The blond, slight, hockey-obsessed Canadian teenager flirts outrageously with the camera, knowing full well that it is his greatest friend and professional asset.
The young man is not just handsome, he's downright pretty, with a delicate, androgynous beauty that drives the teenyboppers crazy but also, uncomfortably, makes him an object of erotic desire for adults as well. He's still several years away from being able to drink legally in his adopted country of the United States, but he looks much younger, less like a late teenager on the cusp of manhood than a boyishly handsome middle-age lesbian.
He is so popular with teenyboppers that his name has become synonymous with a subset of perpetually screaming teen, tween or preteen girls. This is a gift and a curse: It gives him a massive, loyal and devoted fan base but it also makes it difficult, if not prohibitively impossible, for him to be taken seriously.
He is a popular subject of worship and derision, lusty adulation and glib mockery. Child stardom of this nature and ferocity and intensity is not something to be experienced or enjoyed; it is something to be survived and endured, and sometimes even that is asking too much.
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The young man in question is not Justin Bieber. It's the late Corey Haim.
The video is Me, Myself, and I, a notorious, 40-minute 1989 "video diary" the iconic former child star, who died in 2010 at age 38, made after one of many stints in rehab to prove to the world that he was clean, sober and ready for work. Instead, the video helped finish the job that Haim, then 17, had already started of destroying a once promising career.
In light of 19-year-old Bieber's arrest in Miami and widely publicized reports of the singer's struggles with drugs, alcohol, reckless Segway driving and all-around teen-age foolishness, it's instructive and unnerving to watch Me, Myself, and I, as the two teen heartthrobs have led weirdly simpatico lives.
Haim's proto-social-media fiasco could teach Bieber about where his fame might be heading.
Me, Myself, and I was a doomed attempt to replace an ugly truth: that Haim was, if anything, even more dependent on drugs, lonely, promiscuous and self-destructive than people imagined, if his friend Corey Feldman's recent tell-all autobiography Coreyography is to believed.
The video represents, in many ways, a prehistoric form of social media. In its tragicomic, hilariously and grotesquely misguided way, the "video diary" was an attempt to bypass the gatekeepers of culture and the vultures in the tabloid press and deliver a celebrity's message straight to his fans.
Haim's folly was a viral video before the term was ever invented. As documented in Rewind This!, it was the kind of campy pop culture ephemera that was passed from one pop culture buff to another. The tape was designed not only to make teenyboppers swoon; it was a calculated announcement to the industry that Haim was rehabilitated and available for work.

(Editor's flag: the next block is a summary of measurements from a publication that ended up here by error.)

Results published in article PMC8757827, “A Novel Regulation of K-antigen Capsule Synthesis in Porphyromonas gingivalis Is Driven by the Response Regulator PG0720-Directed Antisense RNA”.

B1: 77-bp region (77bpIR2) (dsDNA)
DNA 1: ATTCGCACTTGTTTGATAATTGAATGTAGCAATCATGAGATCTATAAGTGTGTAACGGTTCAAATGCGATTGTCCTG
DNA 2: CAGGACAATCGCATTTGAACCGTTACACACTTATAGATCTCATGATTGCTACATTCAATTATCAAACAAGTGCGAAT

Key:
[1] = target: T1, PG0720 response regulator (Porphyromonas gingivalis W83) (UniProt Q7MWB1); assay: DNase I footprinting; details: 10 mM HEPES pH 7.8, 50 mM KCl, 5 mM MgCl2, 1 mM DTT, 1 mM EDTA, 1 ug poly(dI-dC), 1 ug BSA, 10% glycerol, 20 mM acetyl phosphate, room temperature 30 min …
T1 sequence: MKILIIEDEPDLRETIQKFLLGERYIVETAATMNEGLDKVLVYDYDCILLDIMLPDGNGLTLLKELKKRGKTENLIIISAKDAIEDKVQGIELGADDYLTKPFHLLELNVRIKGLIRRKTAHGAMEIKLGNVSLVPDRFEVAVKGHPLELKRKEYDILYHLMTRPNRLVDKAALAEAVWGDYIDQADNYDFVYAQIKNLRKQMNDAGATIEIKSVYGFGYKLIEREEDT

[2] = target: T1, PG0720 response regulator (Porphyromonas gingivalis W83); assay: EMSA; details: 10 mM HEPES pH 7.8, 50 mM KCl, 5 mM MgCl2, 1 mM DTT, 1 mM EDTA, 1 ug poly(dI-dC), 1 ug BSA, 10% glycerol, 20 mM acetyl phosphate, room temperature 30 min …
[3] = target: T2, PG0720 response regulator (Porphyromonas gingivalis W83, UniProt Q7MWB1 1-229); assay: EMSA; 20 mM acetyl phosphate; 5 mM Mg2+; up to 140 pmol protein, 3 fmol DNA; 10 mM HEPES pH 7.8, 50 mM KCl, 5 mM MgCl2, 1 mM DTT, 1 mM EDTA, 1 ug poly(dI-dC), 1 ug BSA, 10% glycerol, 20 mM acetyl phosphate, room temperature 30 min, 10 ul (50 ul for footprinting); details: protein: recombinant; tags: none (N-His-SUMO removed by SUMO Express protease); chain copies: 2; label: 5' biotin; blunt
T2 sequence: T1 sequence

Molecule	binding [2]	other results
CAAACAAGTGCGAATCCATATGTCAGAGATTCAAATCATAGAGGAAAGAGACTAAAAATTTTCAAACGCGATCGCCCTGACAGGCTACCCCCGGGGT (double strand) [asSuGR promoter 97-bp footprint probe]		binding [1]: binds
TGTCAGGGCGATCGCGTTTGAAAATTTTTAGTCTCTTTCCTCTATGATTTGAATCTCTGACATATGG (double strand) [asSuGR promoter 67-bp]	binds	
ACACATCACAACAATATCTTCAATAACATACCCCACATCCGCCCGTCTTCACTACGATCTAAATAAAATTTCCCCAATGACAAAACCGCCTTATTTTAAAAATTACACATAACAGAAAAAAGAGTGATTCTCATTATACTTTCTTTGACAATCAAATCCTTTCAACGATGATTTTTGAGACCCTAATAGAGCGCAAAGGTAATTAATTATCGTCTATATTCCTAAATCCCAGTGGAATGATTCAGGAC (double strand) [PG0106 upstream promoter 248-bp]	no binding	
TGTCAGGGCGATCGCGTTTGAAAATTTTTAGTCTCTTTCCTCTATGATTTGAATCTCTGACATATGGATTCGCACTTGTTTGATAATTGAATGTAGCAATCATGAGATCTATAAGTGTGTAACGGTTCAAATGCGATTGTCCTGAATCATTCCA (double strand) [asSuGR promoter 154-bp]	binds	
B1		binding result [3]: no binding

It does not seem coincidental that with the exception of the next year's Prayer of the Rollerboys, Haim would never have another lead in a widely released theatrical film. Me, Myself, and I was the worst possible calling card for him.
Title aside, Me, Myself, and I was written and co-directed by Brooke McCarter, an actor who co-starred with Haim in The Lost Boys. According to Feldman's book, McCarter was also among the many people in Haim's orbit eager to make a quick buck off him at the expense of the teen idol's imperiled dignity.
Rarely has a star appeared less clean and sober than Haim does in the video diary. His eyes often hidden behind shades, his body language jumpy and manic, Haim talks a mile a minute, rattling off long, stream-of-consciousness rants.
Take Haim's ecstatic assertion: "What does kissing really mean to me? To me if you feel, when you kiss a girl, that certain feeling of all those dolphins, like, swimming through your bloodstream, and you get those good tingles inside your stomach, I don't think there's anything better than kissing because, basically, it comes to, I guess, the word, love. I guess that's what it's all about."
The video sometimes resembles a perversely extenuated Facebook status update.
Bieber currently finds himself at a personal and professional crossroads similar to the one Haim faced when he made Me, Myself, and I. On Christmas Eve, Bieber sent out a tweet announcing his retirement, seemingly a passive-aggressive response to the media's obsession with him. Like Me, Myself, and I, the tweet was an attempt to control a media narrative a teen star feels has spiraled out of control; also like the video, the result was like pouring gas on a flame. Bieber, like Haim, is clearly under an inhuman amount of stress, and is coping with it as poorly as most teenagers would.
The next few years could determine whether Bieber will evolve into an important and respected adult artist, or flamboyantly self-destruct like Haim and so many before him.